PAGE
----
"This ruling will reverberate with those who have been convicted of joint enterprise offences but this does not automatically mean that can can appeal their convictions."
She said it was an "outrage" that a "fundamental error" had gone uncorrected for 30 years.
Sean Caulfield, a partner at law firm Hodge Jones & Allen, said he also expected calls to lawyers to run into the thousands.
He added: "This judgment does not overturn previous convictions automatically. However the Court of Appeal are likely to receive a series of appeals based on today's decision."
Sandra Paul, who works for law firm Kingsley Napley, went on: "A lot of people will want to know if they are affected. I expect lawyers will get a lot of calls. How many of those calls result in a significant change is hard to say."
She said the ruling related to a specific facet of the law on joint enterprise.
And she said the public should not assume that every case they had read of involving joint enterprise would be affected or result in appeals.
"It relates to cases where people start out doing one thing and then someone does something else. It relates to people foreseeing what someone else will do. There are other kinds of joint enterprise cases which this will not affect. The Lawrence case, for example. From what I know of that, this ruling will not affect it. It may be that a lawyer will be asked for advice. But I don't think this ruling would affect it."
The Prison Reform Trust said the ruling had brought "useful clarity to a complex area of law".
Director Juliet Lyon added: "The court's ruling that the law 'took a wrong turning' will undoubtedly bring back to court cases where the original outcome was unjust. It is impossible to say how many cases this will affect."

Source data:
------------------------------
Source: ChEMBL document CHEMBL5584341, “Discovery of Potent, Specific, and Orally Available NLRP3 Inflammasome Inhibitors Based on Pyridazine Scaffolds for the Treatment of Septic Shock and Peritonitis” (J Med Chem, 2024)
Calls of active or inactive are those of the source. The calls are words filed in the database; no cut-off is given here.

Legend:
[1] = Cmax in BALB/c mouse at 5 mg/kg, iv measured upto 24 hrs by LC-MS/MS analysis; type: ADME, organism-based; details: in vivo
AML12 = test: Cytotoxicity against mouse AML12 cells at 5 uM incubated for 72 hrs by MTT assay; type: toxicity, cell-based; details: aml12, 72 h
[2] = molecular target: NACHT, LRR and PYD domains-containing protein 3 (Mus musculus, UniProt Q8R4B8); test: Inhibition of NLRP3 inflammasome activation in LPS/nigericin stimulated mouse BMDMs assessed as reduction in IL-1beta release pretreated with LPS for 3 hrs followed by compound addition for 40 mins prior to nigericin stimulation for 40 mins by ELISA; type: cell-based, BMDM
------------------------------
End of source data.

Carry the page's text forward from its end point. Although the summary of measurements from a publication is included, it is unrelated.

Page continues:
A spokesman said he expected the trust to receive many calls for advice from prisoners.
Campaign group Jengba (Joint Enterprise Not Guilty by Association) hailed the ruling.
"This is a major turning point in British justice," said Jengba campaigner Deborah Madden.
"The joint enterprise rule has been used to get mass convictions without evidence. It has caused devastation for families."
She added: "We know of 650 people who we think will be affected by the ruling - and we don't know everyone."
Jogee's solicitor, Sandeep Kaushal, said he also thought that around 600 cases could be affected.
Mrs Fyfe vowed to fight on to ensure those found responsible for her husband's death remained in prison.
"We just know it will either go to a retrial or change to manslaughter," she said.
"It's not ideal, but I would prefer a retrial, because this was a murder - it's not manslaughter."
Mrs Fyfe said Mr Fyfe had represented both Jogee and Hirsi at police stations.
She added: "The law seems to be on the side of the criminal and the victims just get forgotten."
Mr Fyfe's youngest daughter, Jess, 20, said the family faced the possibility of seeing Jogee out on the street.
"He needs to accept the consequences and serve his time," she said.
"If it was me and I had got myself in that situation I'd serve my time. I couldn't live with myself, so it baffles me that other people try to get out of prison, it really does."